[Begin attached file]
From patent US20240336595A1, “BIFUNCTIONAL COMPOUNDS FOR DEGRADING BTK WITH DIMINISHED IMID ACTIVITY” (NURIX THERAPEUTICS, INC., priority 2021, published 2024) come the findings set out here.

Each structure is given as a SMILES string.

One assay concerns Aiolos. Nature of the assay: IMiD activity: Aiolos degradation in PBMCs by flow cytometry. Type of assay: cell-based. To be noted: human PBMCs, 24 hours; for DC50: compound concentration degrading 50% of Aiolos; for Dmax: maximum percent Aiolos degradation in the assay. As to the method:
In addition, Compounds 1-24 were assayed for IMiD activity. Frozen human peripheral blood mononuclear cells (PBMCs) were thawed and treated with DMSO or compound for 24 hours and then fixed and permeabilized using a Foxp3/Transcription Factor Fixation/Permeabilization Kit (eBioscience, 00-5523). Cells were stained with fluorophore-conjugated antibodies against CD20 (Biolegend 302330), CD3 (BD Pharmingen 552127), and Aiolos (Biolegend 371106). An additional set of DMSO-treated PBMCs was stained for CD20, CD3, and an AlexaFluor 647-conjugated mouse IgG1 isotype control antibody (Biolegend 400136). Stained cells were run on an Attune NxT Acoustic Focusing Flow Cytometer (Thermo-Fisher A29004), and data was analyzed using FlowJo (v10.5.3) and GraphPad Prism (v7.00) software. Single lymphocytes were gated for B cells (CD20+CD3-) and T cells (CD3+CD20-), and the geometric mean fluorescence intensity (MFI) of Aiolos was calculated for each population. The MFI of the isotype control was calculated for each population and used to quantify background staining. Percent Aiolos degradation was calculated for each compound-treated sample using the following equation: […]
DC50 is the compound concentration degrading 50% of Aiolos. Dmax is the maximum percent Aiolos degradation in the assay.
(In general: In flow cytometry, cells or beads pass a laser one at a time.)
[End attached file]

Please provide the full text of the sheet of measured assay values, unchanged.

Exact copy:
From patent US20240336595A1, “BIFUNCTIONAL COMPOUNDS FOR DEGRADING BTK WITH DIMINISHED IMID ACTIVITY” (NURIX THERAPEUTICS, INC., priority 2021, published 2024) come the findings set out here.

Each structure is given as a SMILES string.

One assay concerns Aiolos. Nature of the assay: IMiD activity: Aiolos degradation in PBMCs by flow cytometry. Type of assay: cell-based. To be noted: human PBMCs, 24 hours; for DC50: compound concentration degrading 50% of Aiolos; for Dmax: maximum percent Aiolos degradation in the assay. As to the method:
In addition, Compounds 1-24 were assayed for IMiD activity. Frozen human peripheral blood mononuclear cells (PBMCs) were thawed and treated with DMSO or compound for 24 hours and then fixed and permeabilized using a Foxp3/Transcription Factor Fixation/Permeabilization Kit (eBioscience, 00-5523). Cells were stained with fluorophore-conjugated antibodies against CD20 (Biolegend 302330), CD3 (BD Pharmingen 552127), and Aiolos (Biolegend 371106). An additional set of DMSO-treated PBMCs was stained for CD20, CD3, and an AlexaFluor 647-conjugated mouse IgG1 isotype control antibody (Biolegend 400136). Stained cells were run on an Attune NxT Acoustic Focusing Flow Cytometer (Thermo-Fisher A29004), and data was analyzed using FlowJo (v10.5.3) and GraphPad Prism (v7.00) software. Single lymphocytes were gated for B cells (CD20+CD3-) and T cells (CD3+CD20-), and the geometric mean fluorescence intensity (MFI) of Aiolos was calculated for each population. The MFI of the isotype control was calculated for each population and used to quantify background staining. Percent Aiolos degradation was calculated for each compound-treated sample using the following equation: […]
DC50 is the compound concentration degrading 50% of Aiolos. Dmax is the maximum percent Aiolos degradation in the assay.
(In general: In flow cytometry, cells or beads pass a laser one at a time.)